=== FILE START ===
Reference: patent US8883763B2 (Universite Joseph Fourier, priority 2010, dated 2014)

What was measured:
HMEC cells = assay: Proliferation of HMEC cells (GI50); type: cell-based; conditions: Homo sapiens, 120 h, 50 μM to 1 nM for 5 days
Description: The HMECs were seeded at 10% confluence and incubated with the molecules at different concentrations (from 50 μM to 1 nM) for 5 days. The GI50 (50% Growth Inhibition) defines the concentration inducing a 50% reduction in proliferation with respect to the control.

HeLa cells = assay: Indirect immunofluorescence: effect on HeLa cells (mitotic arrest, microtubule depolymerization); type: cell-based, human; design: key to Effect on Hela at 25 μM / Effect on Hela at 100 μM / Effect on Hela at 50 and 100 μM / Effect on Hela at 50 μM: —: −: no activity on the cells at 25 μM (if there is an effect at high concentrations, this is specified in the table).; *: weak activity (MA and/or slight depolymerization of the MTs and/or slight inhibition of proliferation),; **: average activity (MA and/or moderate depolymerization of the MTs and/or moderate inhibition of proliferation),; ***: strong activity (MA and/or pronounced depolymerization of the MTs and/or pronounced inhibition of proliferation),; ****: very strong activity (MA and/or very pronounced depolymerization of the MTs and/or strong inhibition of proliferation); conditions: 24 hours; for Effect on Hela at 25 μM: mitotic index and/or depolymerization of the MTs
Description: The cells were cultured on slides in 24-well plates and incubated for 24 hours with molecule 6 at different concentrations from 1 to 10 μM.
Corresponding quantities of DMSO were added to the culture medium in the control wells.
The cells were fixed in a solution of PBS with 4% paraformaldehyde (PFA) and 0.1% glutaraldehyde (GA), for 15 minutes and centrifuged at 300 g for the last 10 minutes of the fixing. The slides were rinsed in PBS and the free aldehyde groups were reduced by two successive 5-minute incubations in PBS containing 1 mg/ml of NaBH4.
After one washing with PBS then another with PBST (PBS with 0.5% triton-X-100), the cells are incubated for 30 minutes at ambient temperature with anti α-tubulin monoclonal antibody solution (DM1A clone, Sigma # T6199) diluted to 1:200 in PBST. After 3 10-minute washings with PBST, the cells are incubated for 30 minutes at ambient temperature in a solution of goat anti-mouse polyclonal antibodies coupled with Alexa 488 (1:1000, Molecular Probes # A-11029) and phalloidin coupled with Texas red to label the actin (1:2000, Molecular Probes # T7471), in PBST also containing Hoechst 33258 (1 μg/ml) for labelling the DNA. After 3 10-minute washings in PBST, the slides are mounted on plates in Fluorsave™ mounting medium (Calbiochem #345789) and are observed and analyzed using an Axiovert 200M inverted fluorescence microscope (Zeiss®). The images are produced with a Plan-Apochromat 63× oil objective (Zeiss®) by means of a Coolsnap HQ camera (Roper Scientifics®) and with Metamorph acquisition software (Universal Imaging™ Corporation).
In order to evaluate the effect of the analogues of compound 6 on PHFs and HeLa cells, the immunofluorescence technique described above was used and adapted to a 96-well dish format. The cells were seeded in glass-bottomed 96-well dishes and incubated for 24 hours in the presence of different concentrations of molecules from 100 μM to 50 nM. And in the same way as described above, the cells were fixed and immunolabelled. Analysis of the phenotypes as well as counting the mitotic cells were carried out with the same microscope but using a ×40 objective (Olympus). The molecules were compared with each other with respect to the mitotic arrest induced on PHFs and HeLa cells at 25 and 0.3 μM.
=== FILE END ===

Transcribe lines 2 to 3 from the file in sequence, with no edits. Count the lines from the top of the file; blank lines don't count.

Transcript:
What was measured:
HMEC cells = assay: Proliferation of HMEC cells (GI50); type: cell-based; conditions: Homo sapiens, 120 h, 50 μM to 1 nM for 5 days